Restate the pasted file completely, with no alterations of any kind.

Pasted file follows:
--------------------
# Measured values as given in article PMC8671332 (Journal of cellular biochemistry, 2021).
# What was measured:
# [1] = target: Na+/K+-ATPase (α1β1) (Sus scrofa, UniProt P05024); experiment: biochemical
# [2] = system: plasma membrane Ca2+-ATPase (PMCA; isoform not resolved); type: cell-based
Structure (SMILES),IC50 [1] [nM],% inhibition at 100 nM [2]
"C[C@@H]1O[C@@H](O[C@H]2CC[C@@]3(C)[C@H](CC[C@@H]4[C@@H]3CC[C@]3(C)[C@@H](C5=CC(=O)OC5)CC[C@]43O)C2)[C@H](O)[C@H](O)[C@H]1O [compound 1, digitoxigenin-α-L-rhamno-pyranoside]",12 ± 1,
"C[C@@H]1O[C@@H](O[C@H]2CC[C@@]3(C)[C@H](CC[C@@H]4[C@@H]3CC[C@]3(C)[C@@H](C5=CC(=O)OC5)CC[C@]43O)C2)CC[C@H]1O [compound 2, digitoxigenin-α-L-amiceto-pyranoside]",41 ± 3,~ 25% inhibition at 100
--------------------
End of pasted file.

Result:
# Measured values as given in article PMC8671332 (Journal of cellular biochemistry, 2021).
# What was measured:
# [1] = target: Na+/K+-ATPase (α1β1) (Sus scrofa, UniProt P05024); experiment: biochemical
# [2] = system: plasma membrane Ca2+-ATPase (PMCA; isoform not resolved); type: cell-based
Structure (SMILES),IC50 [1] [nM],% inhibition at 100 nM [2]
"C[C@@H]1O[C@@H](O[C@H]2CC[C@@]3(C)[C@H](CC[C@@H]4[C@@H]3CC[C@]3(C)[C@@H](C5=CC(=O)OC5)CC[C@]43O)C2)[C@H](O)[C@H](O)[C@H]1O [compound 1, digitoxigenin-α-L-rhamno-pyranoside]",12 ± 1,
"C[C@@H]1O[C@@H](O[C@H]2CC[C@@]3(C)[C@H](CC[C@@H]4[C@@H]3CC[C@]3(C)[C@@H](C5=CC(=O)OC5)CC[C@]43O)C2)CC[C@H]1O [compound 2, digitoxigenin-α-L-amiceto-pyranoside]",41 ± 3,~ 25% inhibition at 100